PRESS RELEASE: DEVASTATING TORNADO OUTBREAK SERVES AS REMINDER OF IMPORTANCE OF PREPAREDNESS

National Weather Service
 
333 W Univeristy Dr
Romeoville, IL 60446
Phone (815) 834-0600 x763
Fax (815) 834-0645
Press Release
Contact: Gino Izzi
Phone: (815) 834-0600 x763
Email: Gino.Izzi@noaa.gov
FOR IMMEDIATE RELEASE
1 P.M. CDT, April 28, 2011
DEVASTATING TORNADO OUTBREAK SERVES AS REMINDER OF IMPORTANCE OF PREPAREDNESS
ROMEOVILLE, IL, April 28, 2011: It has been more than 20 years since the Chicago area has seen a violent tornado, however, the vivid images of death and destruction coming in from the southeast U.S. should serve as a reminder to Chicagoans of devastating effects of a direct hit from a violent tornado. The last violent tornado to strike the area was August 28, 1990, when an EF-5 tornado leveled portions of Plainfield and the southwest suburbs of Chicago. The long period of time that has elapsed since this tornado has led to many Chicagoans developing a sense of complacency, however, the recent rash of violent tornadoes striking major metropolitan areas should serve as a wake-up call and result in a greater sense of urgency to ensure preparedness for a tornado.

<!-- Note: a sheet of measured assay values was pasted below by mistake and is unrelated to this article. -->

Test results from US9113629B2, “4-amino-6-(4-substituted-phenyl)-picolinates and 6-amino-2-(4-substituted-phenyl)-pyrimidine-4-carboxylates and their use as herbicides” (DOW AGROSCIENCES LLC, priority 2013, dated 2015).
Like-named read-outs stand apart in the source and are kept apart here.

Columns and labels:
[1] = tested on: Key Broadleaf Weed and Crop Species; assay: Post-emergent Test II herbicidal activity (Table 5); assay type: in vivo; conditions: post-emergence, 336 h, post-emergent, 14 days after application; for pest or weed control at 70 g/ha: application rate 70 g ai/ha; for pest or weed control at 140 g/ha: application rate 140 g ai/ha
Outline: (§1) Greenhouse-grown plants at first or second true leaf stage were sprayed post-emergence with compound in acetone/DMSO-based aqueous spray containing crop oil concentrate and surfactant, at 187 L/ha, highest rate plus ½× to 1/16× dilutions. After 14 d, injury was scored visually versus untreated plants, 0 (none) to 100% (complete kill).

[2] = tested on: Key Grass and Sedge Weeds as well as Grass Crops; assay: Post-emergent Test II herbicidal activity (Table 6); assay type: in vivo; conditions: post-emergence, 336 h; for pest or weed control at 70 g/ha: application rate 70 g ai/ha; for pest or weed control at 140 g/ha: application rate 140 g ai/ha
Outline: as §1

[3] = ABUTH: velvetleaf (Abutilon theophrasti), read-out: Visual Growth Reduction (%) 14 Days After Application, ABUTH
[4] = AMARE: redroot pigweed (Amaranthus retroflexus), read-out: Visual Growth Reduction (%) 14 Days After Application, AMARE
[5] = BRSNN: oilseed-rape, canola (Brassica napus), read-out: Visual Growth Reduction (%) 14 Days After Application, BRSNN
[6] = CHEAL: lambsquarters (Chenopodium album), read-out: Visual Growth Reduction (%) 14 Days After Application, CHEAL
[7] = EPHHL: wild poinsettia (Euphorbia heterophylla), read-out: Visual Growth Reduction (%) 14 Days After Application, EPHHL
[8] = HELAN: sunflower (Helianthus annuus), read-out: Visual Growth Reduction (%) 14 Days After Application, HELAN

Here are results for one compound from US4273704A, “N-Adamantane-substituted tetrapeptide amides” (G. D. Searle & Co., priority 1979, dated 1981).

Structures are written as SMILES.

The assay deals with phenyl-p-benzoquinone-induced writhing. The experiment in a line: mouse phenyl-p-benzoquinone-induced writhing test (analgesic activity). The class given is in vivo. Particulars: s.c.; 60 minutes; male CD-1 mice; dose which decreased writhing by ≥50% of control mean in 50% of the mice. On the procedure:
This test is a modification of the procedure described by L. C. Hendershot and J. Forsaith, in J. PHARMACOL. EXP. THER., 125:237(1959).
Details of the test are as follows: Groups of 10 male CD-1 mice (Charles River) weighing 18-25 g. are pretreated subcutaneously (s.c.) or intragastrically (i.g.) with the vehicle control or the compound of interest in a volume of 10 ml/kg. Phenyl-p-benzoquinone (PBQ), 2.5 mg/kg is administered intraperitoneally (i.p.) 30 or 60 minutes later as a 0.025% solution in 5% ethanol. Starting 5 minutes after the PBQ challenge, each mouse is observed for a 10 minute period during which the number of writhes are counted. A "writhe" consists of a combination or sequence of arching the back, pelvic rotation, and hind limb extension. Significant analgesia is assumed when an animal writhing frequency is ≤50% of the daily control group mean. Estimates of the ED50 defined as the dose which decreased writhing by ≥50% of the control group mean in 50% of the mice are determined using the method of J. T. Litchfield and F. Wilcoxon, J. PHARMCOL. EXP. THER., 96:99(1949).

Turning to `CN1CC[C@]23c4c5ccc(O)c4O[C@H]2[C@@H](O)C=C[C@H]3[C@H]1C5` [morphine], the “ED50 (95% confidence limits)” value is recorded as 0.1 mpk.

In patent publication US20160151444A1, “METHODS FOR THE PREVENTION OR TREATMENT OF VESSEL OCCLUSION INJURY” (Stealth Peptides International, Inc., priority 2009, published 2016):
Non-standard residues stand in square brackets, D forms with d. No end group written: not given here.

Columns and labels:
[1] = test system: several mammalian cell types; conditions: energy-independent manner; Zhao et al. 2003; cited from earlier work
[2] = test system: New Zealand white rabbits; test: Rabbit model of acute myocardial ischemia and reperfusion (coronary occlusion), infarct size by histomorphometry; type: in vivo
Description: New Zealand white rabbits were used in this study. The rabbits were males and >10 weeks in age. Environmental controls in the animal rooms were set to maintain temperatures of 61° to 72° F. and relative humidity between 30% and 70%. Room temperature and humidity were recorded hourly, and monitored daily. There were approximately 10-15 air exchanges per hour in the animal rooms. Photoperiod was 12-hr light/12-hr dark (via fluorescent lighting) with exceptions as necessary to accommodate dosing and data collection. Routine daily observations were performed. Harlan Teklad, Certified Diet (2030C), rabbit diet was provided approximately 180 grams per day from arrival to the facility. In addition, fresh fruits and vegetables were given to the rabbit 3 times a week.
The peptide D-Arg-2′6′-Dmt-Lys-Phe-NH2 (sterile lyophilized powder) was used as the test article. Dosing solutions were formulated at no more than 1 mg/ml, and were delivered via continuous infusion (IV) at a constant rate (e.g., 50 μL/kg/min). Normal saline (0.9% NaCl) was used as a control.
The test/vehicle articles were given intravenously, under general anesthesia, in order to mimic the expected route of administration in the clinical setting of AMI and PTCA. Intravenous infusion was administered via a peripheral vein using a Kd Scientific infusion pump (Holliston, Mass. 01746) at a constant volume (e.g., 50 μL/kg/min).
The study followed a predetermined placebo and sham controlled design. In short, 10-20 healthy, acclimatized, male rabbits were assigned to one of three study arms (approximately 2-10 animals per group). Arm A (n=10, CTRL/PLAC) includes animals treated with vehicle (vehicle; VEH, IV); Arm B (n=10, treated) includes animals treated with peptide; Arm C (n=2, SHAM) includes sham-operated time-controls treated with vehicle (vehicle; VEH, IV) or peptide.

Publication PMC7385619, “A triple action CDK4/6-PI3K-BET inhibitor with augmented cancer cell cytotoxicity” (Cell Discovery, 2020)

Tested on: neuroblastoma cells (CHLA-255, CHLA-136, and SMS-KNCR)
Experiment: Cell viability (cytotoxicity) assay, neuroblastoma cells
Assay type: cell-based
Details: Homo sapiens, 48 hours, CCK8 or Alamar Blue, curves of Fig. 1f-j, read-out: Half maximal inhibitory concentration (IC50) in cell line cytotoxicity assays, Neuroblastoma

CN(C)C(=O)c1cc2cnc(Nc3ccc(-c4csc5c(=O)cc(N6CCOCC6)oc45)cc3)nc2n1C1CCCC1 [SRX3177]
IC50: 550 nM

The images of homes completely destroyed and cars tossed around like toys is a testament to the power of tornadoes and reinforces the urgency of having a plan in place ahead of time of what to do when a tornado is coming. Given the Chicago area’s historic vulnerability to violent tornadoes, such as the ones
 that left hundreds dead Wednesday, it is imperative that everyone in the Chicago area not only have a way of receiving warnings but also know what they will do when a warning is issued for their area. NOAA Weather Radios serve as an invaluable tool in receiving warnings and can be programmed to set off an alarm whenever a tornado warning is issued for a particular area. Preparing ahead of time and making sure everyone in your household knows where the safest place to be during a tornado is imperative.
 
While the 2011 severe weather season has gotten off to a slow start in the Chicago area, the slow start to the season does not serve as a predictor as to how busy the rest of the season will be. Typically, La Nina patterns, like the one we are currently in, result in more frequent and more significant tornado outbreaks across the central and eastern United States. As the jet stream begins its seasonal migration northward the threat of tornadoes, and possibly strong to violent tornadoes, will likely be on the increase over the coming weeks in the Chicago area making the need to plan now even more urgent.
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